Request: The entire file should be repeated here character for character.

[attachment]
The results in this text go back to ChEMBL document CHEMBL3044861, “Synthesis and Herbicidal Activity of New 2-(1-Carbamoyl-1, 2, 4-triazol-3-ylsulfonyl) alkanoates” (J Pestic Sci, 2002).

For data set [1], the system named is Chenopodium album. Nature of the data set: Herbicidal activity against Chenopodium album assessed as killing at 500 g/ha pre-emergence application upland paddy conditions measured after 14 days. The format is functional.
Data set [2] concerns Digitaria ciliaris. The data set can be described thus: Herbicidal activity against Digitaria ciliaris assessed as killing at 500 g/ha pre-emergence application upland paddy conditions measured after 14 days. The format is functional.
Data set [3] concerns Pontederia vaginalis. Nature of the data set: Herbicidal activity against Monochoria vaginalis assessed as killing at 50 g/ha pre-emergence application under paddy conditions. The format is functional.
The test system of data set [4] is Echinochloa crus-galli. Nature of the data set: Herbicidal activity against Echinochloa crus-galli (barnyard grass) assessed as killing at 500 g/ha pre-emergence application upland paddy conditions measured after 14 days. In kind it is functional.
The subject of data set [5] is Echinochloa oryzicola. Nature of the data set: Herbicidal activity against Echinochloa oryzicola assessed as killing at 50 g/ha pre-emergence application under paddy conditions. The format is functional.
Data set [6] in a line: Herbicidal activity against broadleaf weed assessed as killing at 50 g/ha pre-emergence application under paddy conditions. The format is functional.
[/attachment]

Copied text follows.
The results in this text go back to ChEMBL document CHEMBL3044861, “Synthesis and Herbicidal Activity of New 2-(1-Carbamoyl-1, 2, 4-triazol-3-ylsulfonyl) alkanoates” (J Pestic Sci, 2002).

For data set [1], the system named is Chenopodium album. Nature of the data set: Herbicidal activity against Chenopodium album assessed as killing at 500 g/ha pre-emergence application upland paddy conditions measured after 14 days. The format is functional.
Data set [2] concerns Digitaria ciliaris. The data set can be described thus: Herbicidal activity against Digitaria ciliaris assessed as killing at 500 g/ha pre-emergence application upland paddy conditions measured after 14 days. The format is functional.
Data set [3] concerns Pontederia vaginalis. Nature of the data set: Herbicidal activity against Monochoria vaginalis assessed as killing at 50 g/ha pre-emergence application under paddy conditions. The format is functional.
The test system of data set [4] is Echinochloa crus-galli. Nature of the data set: Herbicidal activity against Echinochloa crus-galli (barnyard grass) assessed as killing at 500 g/ha pre-emergence application upland paddy conditions measured after 14 days. In kind it is functional.
The subject of data set [5] is Echinochloa oryzicola. Nature of the data set: Herbicidal activity against Echinochloa oryzicola assessed as killing at 50 g/ha pre-emergence application under paddy conditions. The format is functional.
Data set [6] in a line: Herbicidal activity against broadleaf weed assessed as killing at 50 g/ha pre-emergence application under paddy conditions. The format is functional.